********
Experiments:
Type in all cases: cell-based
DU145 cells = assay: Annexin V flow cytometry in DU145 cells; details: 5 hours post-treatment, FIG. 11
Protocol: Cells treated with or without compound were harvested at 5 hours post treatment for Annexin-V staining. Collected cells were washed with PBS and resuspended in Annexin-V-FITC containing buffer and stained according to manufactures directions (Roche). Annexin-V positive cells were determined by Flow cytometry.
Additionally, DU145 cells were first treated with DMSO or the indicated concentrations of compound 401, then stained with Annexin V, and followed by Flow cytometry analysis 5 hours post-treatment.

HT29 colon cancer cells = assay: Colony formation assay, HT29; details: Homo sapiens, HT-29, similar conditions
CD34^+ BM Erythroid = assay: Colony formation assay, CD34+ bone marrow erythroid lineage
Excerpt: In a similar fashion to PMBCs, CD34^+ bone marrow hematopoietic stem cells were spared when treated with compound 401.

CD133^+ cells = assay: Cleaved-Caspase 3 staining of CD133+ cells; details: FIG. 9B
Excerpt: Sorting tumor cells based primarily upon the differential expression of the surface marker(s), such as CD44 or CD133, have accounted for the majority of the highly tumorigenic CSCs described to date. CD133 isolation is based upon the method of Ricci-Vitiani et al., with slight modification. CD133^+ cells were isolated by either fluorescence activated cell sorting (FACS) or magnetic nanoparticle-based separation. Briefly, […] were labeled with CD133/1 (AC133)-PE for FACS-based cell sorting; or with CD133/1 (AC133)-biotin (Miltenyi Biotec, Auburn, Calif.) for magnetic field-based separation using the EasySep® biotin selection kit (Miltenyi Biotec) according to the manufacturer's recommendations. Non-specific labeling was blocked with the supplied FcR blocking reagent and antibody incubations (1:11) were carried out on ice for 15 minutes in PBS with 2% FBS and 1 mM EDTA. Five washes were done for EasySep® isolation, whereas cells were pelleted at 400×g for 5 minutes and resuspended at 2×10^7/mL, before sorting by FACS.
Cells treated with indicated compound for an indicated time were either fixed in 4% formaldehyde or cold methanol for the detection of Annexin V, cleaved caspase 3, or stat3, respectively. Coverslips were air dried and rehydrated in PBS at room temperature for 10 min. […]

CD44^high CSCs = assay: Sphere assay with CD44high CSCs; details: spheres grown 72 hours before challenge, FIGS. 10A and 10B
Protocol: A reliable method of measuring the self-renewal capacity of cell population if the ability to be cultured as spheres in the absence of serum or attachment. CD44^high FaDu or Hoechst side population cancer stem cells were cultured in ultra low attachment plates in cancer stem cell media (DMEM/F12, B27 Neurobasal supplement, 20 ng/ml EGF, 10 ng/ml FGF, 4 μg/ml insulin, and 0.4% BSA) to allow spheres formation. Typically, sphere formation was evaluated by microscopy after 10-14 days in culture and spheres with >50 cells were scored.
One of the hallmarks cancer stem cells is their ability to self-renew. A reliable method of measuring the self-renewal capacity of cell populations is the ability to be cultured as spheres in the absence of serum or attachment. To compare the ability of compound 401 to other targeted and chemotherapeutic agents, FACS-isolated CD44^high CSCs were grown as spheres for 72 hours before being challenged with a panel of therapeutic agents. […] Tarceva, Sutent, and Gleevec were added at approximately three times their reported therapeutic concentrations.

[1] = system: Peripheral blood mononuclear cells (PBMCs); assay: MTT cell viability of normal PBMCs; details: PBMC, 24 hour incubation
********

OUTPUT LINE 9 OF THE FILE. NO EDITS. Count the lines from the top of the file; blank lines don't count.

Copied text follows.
CD133^+ cells = assay: Cleaved-Caspase 3 staining of CD133+ cells; details: FIG. 9B